Friday, October 8, 2010. . .The writing day began around 2:30 a.m. Wide awake, full of story. A few tweaks to the previous day’s words. An emerging diagram of the couple’s house and neighborhood because at some level I’ve realized the original does not work. Both are dealt with thoroughly in my imagination, no paper involved. Back to sleep.
Often I write these middle-of-the-night ramblings down. If I don’t record the first-awake ideas, they’re usually history. But these were not the type that needed to be put on paper. These were the heavy-duty imprints. A nickname so obviously better than the one I had used. A rearrangement of the house because the original does not fit historically, Southern California style.
Later, time at the desk includes the intro of another main character, that 15-year old girl I mentioned. Where has she been? What has she been experiencing? What is she feeling? What does her voice sound like? Again I am slowed some. So much hangs on the beginning. It seems Story Beginning can go on for pages and pages and pages.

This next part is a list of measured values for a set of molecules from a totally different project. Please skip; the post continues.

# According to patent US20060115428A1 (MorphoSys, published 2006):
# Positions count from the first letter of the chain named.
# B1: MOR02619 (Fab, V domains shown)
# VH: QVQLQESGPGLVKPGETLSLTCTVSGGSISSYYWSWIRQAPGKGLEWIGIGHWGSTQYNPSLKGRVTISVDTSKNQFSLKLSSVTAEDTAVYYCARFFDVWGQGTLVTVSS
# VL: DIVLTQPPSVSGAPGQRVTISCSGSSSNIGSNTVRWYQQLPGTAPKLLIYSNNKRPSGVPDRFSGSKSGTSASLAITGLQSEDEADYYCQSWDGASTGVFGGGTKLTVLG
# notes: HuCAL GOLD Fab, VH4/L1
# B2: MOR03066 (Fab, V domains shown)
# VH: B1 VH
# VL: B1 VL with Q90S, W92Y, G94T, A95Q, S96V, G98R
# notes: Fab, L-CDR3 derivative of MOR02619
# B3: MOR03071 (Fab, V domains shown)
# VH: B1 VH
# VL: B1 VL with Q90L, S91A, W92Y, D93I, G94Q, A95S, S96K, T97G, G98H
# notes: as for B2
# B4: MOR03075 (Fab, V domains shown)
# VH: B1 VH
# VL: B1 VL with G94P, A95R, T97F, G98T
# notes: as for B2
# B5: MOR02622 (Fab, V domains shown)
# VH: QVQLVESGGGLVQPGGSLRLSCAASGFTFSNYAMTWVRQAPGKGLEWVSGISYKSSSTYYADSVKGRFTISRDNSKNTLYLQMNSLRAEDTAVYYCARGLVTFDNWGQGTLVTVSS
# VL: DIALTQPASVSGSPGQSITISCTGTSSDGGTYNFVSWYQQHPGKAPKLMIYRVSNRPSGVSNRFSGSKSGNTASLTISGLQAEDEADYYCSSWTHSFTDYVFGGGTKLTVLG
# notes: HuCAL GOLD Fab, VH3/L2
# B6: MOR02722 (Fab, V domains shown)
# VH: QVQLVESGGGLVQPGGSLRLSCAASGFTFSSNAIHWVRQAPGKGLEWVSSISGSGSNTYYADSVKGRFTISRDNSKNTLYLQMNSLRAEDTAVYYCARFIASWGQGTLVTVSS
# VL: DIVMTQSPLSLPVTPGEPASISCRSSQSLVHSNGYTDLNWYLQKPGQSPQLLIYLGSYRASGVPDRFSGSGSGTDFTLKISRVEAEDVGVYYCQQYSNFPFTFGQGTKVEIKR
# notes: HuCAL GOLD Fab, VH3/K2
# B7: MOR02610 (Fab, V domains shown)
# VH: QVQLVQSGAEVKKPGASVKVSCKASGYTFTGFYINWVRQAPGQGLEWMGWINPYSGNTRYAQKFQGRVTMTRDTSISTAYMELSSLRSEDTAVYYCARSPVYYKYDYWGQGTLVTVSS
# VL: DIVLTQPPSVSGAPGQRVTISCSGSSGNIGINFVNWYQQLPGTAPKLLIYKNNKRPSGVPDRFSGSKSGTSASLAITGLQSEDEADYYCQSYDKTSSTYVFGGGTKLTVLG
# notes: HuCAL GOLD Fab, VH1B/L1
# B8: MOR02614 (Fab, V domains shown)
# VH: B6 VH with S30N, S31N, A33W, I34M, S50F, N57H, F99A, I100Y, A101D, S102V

There is the tendency to explain everything up front. This reveals too much. It cheats the reader out of a lot of fun. Enjoyment in reading fiction comes from engaging one’s imagination, entering a different world, seeing life from a character’s point of view, then agreeing or not, rooting for her or not.
Early afternoon I reach a point when it was time to literally step away from my desk. My imagination seems emptied. In reality this is a deliberate act of letting go. . .because it sets off fireworks. They begin the moment I walk out the office door. Each burst of color detonating above my head is an idea about the story. Pow, pow. I need pen and paper.
Later I drive down the freeway, radio off, committing to memory the explosions of thoughts. I reach a parking lot and sit for a long time jotting them down.
Some days I think the whole entire book will be written in snippets like this.
DETAILS. . .Emerge from above haze and do an incomplete grocery shop. But My Guy hit the Farmers Market and so we have yummy fresh salmon that he cooks on the grill.